In early 2015, a group of health regulators in Ontario, including the College of Opticians Of Ontario (COO), formed a Working Group and began exploring the idea of regulating health clinics in Ontario. This group of health regulators have concerns with the current system where there are regulated professionals working for unregulated owners of clinics and also in cases where unregulated professionals are providing healthcare services. In Ontario some clinics are currently regulated such as pharmacies, hospitals, some dental and medical clinics, and long term care facilities. The group held webinars, town hall meetings and built a website. There was also a meeting held where professional associations were invited. The working group also accepted comments from stakeholders including the public. In all the Clinic Regulation Working Group received over 1,500 comments.
Why do we need clinics to be regulated? Below are a few examples of problem the Working Group has identified.
- A healthcare provider books 40 patient visits a day. Those patients are likely not getting quality care from the provider.
- A healthcare provider assigns most or all of the patient care to unregulated assistants. Patients may not be told that an assistant is treating them. The assistant may not have the required training and supervision to deliver the care safely.
- Clinics have poor infection control practices, such as reusing single-use instruments, or not cleaning equipment and supplies properly, exposing patients to risk of infections and contagious diseases.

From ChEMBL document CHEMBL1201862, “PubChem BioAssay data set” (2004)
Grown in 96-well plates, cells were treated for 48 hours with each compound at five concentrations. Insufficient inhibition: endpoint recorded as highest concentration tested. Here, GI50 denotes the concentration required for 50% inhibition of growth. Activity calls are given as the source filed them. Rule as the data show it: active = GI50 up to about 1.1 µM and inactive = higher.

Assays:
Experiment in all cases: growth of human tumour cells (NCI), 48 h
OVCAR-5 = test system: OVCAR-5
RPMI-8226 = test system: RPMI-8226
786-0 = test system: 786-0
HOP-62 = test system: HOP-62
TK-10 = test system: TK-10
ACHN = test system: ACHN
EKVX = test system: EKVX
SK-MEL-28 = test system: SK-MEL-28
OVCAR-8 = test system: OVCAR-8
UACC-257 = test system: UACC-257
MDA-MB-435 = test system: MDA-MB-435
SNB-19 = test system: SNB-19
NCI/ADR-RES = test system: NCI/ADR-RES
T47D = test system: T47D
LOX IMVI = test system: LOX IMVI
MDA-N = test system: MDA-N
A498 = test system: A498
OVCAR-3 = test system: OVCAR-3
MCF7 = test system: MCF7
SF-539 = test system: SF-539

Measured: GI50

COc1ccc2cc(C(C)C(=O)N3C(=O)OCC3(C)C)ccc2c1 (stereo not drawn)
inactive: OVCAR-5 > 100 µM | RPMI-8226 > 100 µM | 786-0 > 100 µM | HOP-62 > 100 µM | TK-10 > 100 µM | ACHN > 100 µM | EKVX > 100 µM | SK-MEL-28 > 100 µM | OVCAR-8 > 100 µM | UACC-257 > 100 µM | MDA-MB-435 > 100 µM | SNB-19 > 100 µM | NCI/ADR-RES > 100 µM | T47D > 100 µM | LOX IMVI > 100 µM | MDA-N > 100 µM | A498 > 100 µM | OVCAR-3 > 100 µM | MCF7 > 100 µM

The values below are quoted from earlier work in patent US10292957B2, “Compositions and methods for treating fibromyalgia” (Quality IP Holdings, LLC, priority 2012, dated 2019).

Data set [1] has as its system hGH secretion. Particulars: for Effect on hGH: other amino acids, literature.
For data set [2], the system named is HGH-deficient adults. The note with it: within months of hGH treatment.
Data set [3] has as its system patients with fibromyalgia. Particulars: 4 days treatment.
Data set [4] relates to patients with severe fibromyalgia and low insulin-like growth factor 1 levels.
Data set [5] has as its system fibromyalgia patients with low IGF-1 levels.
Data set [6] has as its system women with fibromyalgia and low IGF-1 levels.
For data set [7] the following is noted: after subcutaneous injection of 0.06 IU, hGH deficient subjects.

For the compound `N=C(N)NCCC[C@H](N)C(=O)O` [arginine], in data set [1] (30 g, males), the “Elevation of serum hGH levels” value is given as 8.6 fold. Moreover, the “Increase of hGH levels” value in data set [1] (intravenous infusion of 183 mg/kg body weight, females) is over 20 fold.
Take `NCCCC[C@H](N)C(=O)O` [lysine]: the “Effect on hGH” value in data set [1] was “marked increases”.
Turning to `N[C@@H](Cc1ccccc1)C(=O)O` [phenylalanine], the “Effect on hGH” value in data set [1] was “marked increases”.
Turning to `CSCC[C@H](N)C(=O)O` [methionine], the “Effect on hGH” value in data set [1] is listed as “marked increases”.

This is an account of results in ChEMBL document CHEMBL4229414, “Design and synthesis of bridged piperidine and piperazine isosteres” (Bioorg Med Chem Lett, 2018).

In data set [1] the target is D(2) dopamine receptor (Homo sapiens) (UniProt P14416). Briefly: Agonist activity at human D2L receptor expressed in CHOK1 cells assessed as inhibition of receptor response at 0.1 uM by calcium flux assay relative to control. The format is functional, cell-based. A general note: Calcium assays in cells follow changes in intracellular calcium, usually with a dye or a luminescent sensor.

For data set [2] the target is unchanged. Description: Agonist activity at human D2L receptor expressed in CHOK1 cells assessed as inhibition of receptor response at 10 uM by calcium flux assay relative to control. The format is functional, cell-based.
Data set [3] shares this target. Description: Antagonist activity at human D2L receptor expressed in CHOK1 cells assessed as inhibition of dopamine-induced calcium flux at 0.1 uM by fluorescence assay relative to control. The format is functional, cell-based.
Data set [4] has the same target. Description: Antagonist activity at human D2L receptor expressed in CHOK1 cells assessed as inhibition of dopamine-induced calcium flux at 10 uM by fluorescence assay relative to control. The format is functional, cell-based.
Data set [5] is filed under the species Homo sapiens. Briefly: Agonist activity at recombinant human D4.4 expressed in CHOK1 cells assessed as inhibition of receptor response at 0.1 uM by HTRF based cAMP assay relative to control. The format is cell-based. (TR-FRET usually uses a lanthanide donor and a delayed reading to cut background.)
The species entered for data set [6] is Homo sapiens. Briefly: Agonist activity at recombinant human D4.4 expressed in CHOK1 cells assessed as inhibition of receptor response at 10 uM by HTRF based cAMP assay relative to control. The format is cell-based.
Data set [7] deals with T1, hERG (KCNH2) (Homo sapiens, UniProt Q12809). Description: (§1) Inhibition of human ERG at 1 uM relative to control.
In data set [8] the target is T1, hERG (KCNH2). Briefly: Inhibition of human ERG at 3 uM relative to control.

- Clinics don’t keep patient records, or records are very poor quality. Patient records are not kept securely to prevent unauthorized access. Clinics refuse to release records to patients, healthcare providers, or payers when they request it.
- Clinics use a healthcare provider’s credentials to bill insurance companies without the provider’s knowledge or consent. Clinics bill for appointments that never happened. Clinics provide unnecessary services or products to patients in order to maximize billing.
- Clinics put out advertising that is misleading to the public. In some cases the healthcare professionals who work there may not be aware of the misleading advertising, or they are aware but have limited control over it, because it is done by the employer.
- Clinics use products or devices that have not been approved for use in Canada and may be unsafe.
- Clinics sell goods or products on the premises, and patients may think that the products are endorsed by the healthcare professional, which may not be true. In some cases selling products where healthcare professionals work is against the rules, because it is a conflict of interest.
The above problems pointed out by the Working Group are troublesome and I’m sure we will all agree need to be addressed. The question is: Is creating another regulatory body to oversee clinics the best way to address these concerns?
The Working Group feels that regulating clinics would benefit Ontarians by:
- Ensuring that clinics are safe for patients
- Requiring clinics, and thereby their owners, to act in patients’ best interest
- Promoting patient-centred care
- Helping patients make informed choices about where to seek care by providing a list of registered clinic near them that meets provincial standards
- Establishing safeguards against fraud and other inappropriate business practices
- Ensuring that health care services are provided by qualified individuals, and in the case of assistants, ensuring that they have appropriate supervision
- Promoting better ways to manage and protect patient records